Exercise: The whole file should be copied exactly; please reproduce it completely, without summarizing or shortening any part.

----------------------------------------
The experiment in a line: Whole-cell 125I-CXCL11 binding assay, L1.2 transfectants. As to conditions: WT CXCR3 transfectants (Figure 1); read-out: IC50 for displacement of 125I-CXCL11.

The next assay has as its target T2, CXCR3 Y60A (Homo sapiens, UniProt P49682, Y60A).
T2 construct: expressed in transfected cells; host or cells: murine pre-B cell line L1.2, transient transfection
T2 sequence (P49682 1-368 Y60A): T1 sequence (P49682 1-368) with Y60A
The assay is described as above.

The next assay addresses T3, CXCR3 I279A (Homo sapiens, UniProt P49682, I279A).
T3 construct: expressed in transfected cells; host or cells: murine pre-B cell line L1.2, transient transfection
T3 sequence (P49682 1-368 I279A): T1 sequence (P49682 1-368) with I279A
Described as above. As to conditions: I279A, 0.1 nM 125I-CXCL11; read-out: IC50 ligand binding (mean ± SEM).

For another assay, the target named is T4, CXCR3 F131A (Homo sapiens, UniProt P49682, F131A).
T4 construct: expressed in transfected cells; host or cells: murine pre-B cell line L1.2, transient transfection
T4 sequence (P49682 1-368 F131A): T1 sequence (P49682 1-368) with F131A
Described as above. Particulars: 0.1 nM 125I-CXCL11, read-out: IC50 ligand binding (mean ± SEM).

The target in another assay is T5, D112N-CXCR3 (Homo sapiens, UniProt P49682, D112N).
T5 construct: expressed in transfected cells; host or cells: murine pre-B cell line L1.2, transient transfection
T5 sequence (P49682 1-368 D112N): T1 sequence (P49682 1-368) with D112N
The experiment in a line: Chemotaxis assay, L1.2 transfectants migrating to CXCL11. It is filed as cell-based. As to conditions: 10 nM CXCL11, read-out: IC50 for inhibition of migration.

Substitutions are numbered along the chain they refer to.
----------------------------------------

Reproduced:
The experiment in a line: Whole-cell 125I-CXCL11 binding assay, L1.2 transfectants. As to conditions: WT CXCR3 transfectants (Figure 1); read-out: IC50 for displacement of 125I-CXCL11.

The next assay has as its target T2, CXCR3 Y60A (Homo sapiens, UniProt P49682, Y60A).
T2 construct: expressed in transfected cells; host or cells: murine pre-B cell line L1.2, transient transfection
T2 sequence (P49682 1-368 Y60A): T1 sequence (P49682 1-368) with Y60A
The assay is described as above.

The next assay addresses T3, CXCR3 I279A (Homo sapiens, UniProt P49682, I279A).
T3 construct: expressed in transfected cells; host or cells: murine pre-B cell line L1.2, transient transfection
T3 sequence (P49682 1-368 I279A): T1 sequence (P49682 1-368) with I279A
Described as above. As to conditions: I279A, 0.1 nM 125I-CXCL11; read-out: IC50 ligand binding (mean ± SEM).

For another assay, the target named is T4, CXCR3 F131A (Homo sapiens, UniProt P49682, F131A).
T4 construct: expressed in transfected cells; host or cells: murine pre-B cell line L1.2, transient transfection
T4 sequence (P49682 1-368 F131A): T1 sequence (P49682 1-368) with F131A
Described as above. Particulars: 0.1 nM 125I-CXCL11, read-out: IC50 ligand binding (mean ± SEM).

The target in another assay is T5, D112N-CXCR3 (Homo sapiens, UniProt P49682, D112N).
T5 construct: expressed in transfected cells; host or cells: murine pre-B cell line L1.2, transient transfection
T5 sequence (P49682 1-368 D112N): T1 sequence (P49682 1-368) with D112N
The experiment in a line: Chemotaxis assay, L1.2 transfectants migrating to CXCL11. It is filed as cell-based. As to conditions: 10 nM CXCL11, read-out: IC50 for inhibition of migration.

Substitutions are numbered along the chain they refer to.